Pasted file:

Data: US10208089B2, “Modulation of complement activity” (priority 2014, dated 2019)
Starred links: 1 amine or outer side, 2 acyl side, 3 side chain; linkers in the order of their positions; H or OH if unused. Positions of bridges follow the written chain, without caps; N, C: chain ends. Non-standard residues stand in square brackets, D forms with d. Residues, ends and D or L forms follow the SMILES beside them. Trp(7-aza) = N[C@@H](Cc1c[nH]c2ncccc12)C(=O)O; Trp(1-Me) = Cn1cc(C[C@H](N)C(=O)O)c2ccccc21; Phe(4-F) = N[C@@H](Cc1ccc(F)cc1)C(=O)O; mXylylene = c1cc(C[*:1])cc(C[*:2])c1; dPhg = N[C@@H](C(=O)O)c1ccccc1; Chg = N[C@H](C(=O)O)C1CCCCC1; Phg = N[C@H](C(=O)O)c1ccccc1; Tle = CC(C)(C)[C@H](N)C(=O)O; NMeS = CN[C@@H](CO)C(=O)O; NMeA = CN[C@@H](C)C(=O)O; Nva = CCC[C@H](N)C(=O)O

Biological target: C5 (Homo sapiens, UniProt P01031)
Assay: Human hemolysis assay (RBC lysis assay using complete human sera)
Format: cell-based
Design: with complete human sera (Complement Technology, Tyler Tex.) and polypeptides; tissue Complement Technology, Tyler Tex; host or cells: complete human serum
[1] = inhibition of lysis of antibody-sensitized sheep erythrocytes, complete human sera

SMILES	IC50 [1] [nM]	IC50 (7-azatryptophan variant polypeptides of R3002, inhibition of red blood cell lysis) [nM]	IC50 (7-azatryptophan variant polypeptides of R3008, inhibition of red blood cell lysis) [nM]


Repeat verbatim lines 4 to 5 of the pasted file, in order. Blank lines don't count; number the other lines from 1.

Assay: Human hemolysis assay (RBC lysis assay using complete human sera)
Format: cell-based